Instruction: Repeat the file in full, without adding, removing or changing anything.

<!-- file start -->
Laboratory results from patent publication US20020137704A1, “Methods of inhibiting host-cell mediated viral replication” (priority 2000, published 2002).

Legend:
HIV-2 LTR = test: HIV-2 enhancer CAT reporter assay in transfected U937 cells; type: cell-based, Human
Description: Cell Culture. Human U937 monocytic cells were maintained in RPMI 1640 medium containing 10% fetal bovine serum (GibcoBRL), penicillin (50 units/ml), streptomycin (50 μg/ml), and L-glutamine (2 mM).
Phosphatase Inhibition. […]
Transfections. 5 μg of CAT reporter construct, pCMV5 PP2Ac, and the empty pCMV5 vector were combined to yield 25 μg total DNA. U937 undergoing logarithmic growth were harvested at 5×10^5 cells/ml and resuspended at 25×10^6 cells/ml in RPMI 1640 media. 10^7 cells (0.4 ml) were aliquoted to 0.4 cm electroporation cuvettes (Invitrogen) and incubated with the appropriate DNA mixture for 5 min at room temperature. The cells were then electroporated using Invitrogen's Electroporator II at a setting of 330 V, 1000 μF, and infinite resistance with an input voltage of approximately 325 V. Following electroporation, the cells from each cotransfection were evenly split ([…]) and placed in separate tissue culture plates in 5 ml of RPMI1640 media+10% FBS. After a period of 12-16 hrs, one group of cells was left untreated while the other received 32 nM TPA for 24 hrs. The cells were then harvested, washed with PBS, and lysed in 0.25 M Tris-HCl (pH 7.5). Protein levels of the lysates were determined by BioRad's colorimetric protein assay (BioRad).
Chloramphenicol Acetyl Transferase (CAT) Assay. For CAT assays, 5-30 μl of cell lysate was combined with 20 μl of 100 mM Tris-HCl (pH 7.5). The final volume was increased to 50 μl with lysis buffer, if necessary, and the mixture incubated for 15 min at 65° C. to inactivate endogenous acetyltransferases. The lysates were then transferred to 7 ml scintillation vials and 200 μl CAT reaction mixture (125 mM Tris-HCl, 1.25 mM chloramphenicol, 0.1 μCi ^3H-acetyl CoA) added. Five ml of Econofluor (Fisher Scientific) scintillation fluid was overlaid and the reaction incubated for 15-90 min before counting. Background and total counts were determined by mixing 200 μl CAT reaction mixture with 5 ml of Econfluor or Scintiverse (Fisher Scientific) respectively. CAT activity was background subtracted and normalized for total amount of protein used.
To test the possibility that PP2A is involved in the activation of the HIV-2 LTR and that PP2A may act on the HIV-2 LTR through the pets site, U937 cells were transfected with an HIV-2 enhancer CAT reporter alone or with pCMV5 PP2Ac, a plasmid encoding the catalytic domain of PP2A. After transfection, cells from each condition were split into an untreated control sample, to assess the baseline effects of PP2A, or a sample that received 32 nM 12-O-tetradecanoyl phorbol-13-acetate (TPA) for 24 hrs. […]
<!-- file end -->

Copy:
Laboratory results from patent publication US20020137704A1, “Methods of inhibiting host-cell mediated viral replication” (priority 2000, published 2002).

Legend:
HIV-2 LTR = test: HIV-2 enhancer CAT reporter assay in transfected U937 cells; type: cell-based, Human
Description: Cell Culture. Human U937 monocytic cells were maintained in RPMI 1640 medium containing 10% fetal bovine serum (GibcoBRL), penicillin (50 units/ml), streptomycin (50 μg/ml), and L-glutamine (2 mM).
Phosphatase Inhibition. […]
Transfections. 5 μg of CAT reporter construct, pCMV5 PP2Ac, and the empty pCMV5 vector were combined to yield 25 μg total DNA. U937 undergoing logarithmic growth were harvested at 5×10^5 cells/ml and resuspended at 25×10^6 cells/ml in RPMI 1640 media. 10^7 cells (0.4 ml) were aliquoted to 0.4 cm electroporation cuvettes (Invitrogen) and incubated with the appropriate DNA mixture for 5 min at room temperature. The cells were then electroporated using Invitrogen's Electroporator II at a setting of 330 V, 1000 μF, and infinite resistance with an input voltage of approximately 325 V. Following electroporation, the cells from each cotransfection were evenly split ([…]) and placed in separate tissue culture plates in 5 ml of RPMI1640 media+10% FBS. After a period of 12-16 hrs, one group of cells was left untreated while the other received 32 nM TPA for 24 hrs. The cells were then harvested, washed with PBS, and lysed in 0.25 M Tris-HCl (pH 7.5). Protein levels of the lysates were determined by BioRad's colorimetric protein assay (BioRad).
Chloramphenicol Acetyl Transferase (CAT) Assay. For CAT assays, 5-30 μl of cell lysate was combined with 20 μl of 100 mM Tris-HCl (pH 7.5). The final volume was increased to 50 μl with lysis buffer, if necessary, and the mixture incubated for 15 min at 65° C. to inactivate endogenous acetyltransferases. The lysates were then transferred to 7 ml scintillation vials and 200 μl CAT reaction mixture (125 mM Tris-HCl, 1.25 mM chloramphenicol, 0.1 μCi ^3H-acetyl CoA) added. Five ml of Econofluor (Fisher Scientific) scintillation fluid was overlaid and the reaction incubated for 15-90 min before counting. Background and total counts were determined by mixing 200 μl CAT reaction mixture with 5 ml of Econfluor or Scintiverse (Fisher Scientific) respectively. CAT activity was background subtracted and normalized for total amount of protein used.
To test the possibility that PP2A is involved in the activation of the HIV-2 LTR and that PP2A may act on the HIV-2 LTR through the pets site, U937 cells were transfected with an HIV-2 enhancer CAT reporter alone or with pCMV5 PP2Ac, a plasmid encoding the catalytic domain of PP2A. After transfection, cells from each condition were split into an untreated control sample, to assess the baseline effects of PP2A, or a sample that received 32 nM 12-O-tetradecanoyl phorbol-13-acetate (TPA) for 24 hrs. […]